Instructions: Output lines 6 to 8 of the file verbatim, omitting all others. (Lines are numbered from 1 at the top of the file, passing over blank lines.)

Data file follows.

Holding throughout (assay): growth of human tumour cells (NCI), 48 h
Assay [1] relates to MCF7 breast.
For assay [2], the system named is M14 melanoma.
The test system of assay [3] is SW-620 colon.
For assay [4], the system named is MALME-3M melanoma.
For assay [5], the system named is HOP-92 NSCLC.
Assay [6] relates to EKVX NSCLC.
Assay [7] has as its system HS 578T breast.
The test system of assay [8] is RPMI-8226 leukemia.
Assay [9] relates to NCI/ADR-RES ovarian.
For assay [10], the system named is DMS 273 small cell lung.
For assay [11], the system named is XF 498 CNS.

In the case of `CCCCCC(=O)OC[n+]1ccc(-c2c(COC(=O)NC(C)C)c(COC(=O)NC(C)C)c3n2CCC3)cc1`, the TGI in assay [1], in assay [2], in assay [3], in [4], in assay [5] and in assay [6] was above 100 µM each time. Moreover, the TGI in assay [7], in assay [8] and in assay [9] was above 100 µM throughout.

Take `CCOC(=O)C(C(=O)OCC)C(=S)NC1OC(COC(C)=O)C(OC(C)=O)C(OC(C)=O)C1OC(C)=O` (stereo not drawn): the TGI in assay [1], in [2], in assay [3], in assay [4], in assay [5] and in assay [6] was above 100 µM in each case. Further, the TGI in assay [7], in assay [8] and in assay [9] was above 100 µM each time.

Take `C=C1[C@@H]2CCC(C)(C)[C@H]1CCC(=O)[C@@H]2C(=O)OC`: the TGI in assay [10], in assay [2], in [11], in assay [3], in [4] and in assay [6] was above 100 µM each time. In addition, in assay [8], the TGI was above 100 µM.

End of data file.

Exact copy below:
For assay [5], the system named is HOP-92 NSCLC.
Assay [6] relates to EKVX NSCLC.
Assay [7] has as its system HS 578T breast.